It is also to be understood that slotted-waveguide antennas are frequently used in planar arrays. It is not unusual for each length of waveguide in such an array to require as many as 164 slots in each of 50 or 100 stacked waveguides. Accordingly, it will be readily perceived that machining expense is very significant in the manufacture of a large planar array for a radar system.
It is well known that slotted waveguide antennas and arrays require environmental protection, that is the array slots must be covered with a dielectric material or radome which acts as a radio frequency window while excluding dust, moisture and other undesired foreign matter. In the prior art extruded metal waveguide arrangement this must be accomplished as a separate operation and structure. Such expedients as hand-applied dielectric tape or individually formed fiberglass radomes for each of the individual slotted waveguides have been employed for that purpose.
Still further, the fact that metallic waveguide, especially aluminum waveguide, even though finished with protective coatings, is ultimately subject to attack from various combinations of environmental conditions and for proper operation periodic refurbishment is required.
Yet again, the prior art extruded aluminum waveguide array is relatively heavy and when the planar array is mounted for rotation (about the vertical axis) a large mechanical drive and pedestal support is required when such arrays are mounted so as to avoid obstacles. This frequently means mounting at substantial elevation, for example at the top of a mast of a naval vessel. In such a situation it will readily be understood that reduction in weight is a matter of great importance.
Yet another consequence of the use of aluminum waveguide, which is extensively employed in slotted-radiator planar arrays currently, is the introduction of distortions to the array radiation pattern caused by the relatively high coefficient of thermal expansion of the metal. Very often, the environmentally imposed temperature differentials impose serious limitations on the performance of large planar arrays exposed to the environment. Even under what may appear to be a relatively uniform temperature condition, differences of several degrees over a large array are not uncommon due to micro-climatic affects of thermal eddies from ground or water and random cooling affects of wind gust. Radiant heat from the sun can also produce relatively severe temperature differentials in the antenna array itself and its backing and support structure. In addition to the foregoing, the prior art all-metal waveguide generally contains no integral provisions for mounting. Attachment methods currently employed include such expedients as clamping the waveguide elements to the backstructure by means of machined aluminum bars notched to accommodate the waveguide, a substantial number of such clamps being required across the face of a completed array each bolted to a similarly machined aluminum member which is a part of the backstructure. Due to the fact that the front clamps infringe into the radiating aperture of the array they cause distortion of the radiation pattern of the overall array in addition to adding significantly to overall weight.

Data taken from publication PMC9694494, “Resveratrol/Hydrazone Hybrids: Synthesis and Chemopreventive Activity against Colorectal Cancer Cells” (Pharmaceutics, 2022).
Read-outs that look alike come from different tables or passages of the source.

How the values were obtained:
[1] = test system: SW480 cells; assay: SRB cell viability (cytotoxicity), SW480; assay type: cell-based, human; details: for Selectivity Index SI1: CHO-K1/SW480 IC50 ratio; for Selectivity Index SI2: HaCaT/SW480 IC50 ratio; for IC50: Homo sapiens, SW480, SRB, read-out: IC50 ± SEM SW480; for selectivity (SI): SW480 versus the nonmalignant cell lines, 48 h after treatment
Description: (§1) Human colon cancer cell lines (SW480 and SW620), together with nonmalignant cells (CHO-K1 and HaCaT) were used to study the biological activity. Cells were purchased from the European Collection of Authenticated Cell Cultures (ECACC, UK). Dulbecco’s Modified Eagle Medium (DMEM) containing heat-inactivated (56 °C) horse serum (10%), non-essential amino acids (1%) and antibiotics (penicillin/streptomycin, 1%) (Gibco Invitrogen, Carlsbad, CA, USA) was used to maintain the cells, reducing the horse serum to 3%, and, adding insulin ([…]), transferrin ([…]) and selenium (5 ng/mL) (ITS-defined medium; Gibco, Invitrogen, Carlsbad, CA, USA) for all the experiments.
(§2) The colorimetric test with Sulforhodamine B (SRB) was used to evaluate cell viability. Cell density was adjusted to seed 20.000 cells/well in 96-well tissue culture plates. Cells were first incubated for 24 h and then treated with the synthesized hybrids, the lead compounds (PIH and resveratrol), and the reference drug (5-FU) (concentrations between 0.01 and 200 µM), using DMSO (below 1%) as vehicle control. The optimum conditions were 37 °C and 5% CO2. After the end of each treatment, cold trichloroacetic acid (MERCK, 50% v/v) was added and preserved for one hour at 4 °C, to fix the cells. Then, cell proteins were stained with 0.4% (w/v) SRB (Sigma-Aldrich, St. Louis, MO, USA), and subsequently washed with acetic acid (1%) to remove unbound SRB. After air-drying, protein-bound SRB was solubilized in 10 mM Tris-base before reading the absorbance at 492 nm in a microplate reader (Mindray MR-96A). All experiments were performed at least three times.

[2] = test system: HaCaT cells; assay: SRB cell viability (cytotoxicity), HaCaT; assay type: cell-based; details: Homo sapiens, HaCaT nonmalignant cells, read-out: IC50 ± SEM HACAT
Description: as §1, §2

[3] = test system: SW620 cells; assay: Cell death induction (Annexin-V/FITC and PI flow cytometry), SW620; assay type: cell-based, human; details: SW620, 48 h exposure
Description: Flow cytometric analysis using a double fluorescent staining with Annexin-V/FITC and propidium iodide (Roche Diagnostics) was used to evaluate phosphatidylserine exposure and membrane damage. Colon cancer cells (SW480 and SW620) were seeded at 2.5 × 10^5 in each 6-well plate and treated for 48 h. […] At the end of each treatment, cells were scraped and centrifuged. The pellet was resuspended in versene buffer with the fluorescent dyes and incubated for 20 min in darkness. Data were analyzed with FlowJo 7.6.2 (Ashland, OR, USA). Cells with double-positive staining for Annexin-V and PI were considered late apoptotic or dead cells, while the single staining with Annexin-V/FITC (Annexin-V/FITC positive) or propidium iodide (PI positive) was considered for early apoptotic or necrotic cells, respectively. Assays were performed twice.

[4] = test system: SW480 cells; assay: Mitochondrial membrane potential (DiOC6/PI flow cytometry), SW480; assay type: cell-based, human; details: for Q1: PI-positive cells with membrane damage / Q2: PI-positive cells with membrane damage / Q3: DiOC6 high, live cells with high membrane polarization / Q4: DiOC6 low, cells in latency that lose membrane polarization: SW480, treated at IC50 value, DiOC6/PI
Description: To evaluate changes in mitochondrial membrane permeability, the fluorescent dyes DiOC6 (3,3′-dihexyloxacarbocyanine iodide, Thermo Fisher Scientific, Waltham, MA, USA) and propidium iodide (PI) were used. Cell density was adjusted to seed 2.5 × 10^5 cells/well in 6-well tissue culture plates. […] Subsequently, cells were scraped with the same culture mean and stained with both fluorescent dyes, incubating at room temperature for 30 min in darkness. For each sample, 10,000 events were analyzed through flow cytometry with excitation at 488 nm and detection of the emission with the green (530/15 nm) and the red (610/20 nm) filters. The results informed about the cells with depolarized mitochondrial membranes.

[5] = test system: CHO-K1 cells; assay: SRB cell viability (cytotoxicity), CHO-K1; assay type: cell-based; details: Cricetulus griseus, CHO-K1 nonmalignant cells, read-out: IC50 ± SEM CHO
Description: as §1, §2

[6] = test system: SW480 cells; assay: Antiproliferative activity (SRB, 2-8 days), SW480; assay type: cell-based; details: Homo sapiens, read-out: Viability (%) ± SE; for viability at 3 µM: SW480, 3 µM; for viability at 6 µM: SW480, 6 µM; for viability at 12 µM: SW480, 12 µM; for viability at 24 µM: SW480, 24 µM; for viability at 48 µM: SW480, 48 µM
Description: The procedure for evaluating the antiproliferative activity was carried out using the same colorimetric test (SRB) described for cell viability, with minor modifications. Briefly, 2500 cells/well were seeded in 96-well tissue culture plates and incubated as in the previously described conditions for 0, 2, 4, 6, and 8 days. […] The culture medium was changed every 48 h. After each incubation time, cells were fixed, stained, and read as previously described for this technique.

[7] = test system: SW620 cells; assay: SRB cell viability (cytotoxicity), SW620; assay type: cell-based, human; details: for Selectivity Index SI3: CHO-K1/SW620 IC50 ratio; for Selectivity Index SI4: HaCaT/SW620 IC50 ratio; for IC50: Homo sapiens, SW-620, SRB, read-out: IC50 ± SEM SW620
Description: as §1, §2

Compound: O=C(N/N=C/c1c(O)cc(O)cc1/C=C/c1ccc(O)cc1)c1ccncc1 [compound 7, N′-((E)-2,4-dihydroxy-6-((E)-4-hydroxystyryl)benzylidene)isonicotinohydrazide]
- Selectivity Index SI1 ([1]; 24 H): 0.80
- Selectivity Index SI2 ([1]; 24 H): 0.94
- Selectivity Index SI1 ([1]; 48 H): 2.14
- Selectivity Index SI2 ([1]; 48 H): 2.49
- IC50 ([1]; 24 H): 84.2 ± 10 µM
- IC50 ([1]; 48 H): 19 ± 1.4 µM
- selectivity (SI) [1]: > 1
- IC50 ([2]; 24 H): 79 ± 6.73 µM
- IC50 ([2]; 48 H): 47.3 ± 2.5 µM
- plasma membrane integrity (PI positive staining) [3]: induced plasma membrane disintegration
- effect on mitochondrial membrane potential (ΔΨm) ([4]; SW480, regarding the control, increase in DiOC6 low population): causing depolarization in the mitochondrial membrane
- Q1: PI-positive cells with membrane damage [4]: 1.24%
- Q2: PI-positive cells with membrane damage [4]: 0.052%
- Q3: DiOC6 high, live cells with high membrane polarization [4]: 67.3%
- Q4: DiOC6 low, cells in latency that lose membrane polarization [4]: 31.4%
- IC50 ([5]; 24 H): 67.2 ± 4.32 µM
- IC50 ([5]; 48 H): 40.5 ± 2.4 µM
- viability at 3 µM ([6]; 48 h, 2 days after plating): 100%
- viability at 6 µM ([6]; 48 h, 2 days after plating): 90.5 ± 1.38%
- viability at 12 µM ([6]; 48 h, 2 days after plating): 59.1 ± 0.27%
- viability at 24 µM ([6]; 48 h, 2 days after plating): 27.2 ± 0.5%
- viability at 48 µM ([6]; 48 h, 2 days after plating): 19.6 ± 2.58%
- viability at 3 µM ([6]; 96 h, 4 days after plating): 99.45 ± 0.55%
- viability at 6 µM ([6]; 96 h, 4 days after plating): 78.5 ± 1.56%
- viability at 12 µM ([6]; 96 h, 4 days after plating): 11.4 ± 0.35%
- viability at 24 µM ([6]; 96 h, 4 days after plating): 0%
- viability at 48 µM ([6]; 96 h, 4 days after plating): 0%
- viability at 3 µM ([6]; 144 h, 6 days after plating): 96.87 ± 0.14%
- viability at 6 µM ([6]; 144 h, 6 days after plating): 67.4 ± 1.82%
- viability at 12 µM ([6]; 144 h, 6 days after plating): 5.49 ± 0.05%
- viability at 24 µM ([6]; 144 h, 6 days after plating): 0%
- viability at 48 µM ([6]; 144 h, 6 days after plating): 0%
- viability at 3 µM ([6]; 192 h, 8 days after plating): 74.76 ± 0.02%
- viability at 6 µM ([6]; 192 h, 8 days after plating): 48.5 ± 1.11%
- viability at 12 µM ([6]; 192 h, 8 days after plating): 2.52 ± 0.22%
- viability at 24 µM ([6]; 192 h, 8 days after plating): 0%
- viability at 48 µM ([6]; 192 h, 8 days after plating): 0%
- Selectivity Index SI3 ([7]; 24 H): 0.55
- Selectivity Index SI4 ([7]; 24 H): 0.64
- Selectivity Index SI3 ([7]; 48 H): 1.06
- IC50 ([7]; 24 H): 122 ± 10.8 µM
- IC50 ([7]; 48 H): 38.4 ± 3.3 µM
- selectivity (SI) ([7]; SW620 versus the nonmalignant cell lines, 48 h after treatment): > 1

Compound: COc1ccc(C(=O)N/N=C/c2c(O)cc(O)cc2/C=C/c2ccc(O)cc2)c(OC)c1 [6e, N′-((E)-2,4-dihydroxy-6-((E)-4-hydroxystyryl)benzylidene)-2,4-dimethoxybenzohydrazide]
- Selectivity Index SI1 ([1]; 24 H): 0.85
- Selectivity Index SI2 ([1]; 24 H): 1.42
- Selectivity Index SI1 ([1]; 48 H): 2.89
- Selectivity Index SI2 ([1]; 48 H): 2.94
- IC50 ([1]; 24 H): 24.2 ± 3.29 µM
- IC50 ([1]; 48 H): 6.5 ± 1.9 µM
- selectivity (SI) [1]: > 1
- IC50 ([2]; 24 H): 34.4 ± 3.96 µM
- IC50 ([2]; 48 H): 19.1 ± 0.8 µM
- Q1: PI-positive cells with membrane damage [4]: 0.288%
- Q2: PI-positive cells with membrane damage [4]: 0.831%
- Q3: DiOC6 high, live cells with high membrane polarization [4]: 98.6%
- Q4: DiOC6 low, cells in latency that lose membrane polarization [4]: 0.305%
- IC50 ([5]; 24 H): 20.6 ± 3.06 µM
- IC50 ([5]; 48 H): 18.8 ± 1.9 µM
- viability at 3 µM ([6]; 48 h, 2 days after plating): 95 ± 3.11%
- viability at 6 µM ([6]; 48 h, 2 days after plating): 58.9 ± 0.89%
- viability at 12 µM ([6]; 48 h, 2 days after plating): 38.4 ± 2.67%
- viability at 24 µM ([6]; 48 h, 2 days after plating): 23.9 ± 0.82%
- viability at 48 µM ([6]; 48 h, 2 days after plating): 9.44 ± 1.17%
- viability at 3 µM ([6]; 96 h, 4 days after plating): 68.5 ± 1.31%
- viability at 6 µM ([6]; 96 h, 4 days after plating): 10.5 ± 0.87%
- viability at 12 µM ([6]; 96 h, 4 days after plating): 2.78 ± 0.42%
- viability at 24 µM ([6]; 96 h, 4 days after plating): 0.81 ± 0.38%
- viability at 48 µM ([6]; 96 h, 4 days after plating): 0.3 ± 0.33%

The manner in which the present invention deals with the disadvantages of the prior art as aforementioned will be evident as this description proceeds.
In consideration of the disadvantages of the prior art, it may be said to have been the general objective of the present invention to provide multi-element slotted waveguide antennas which may be incorporated into planar arrays of radar systems, and which are lighter in weight, high in performance, and low in manufacturing cost. The objective is achieved through the use of "composite" techniques through which a waveguide antenna section is constructed with integral support means and greatly reduced weight and susceptibility to temperature and other environmental factors.
In accordance with the invention, slotted-waveguide members having predetermined patterns of radiating slots are fabricated from the "inside out" over a removable mandrel. The mandrel itself is a tool produced by known molding or machining processes and has outside dimensions matching the standard internal dimensions of the desired waveguide transmission line. In the electroplating or electroforming techniques (electrode-position) it is a standard procedure to apply a known material to the mandrel or core before it is plated with the desired metal or metals. The conductive layer then applied by selective plating and/or overall plating later photo etching to remove the conductive material in the slot areas, forms a conductive shell with inside dimensions determined by the mandrel outside dimensions. This conductive shell is of itself relatively fragile until the subsequent process steps involving the laminate buildup are completed to give the particular strength and rigidity which the structure of the invention achieves.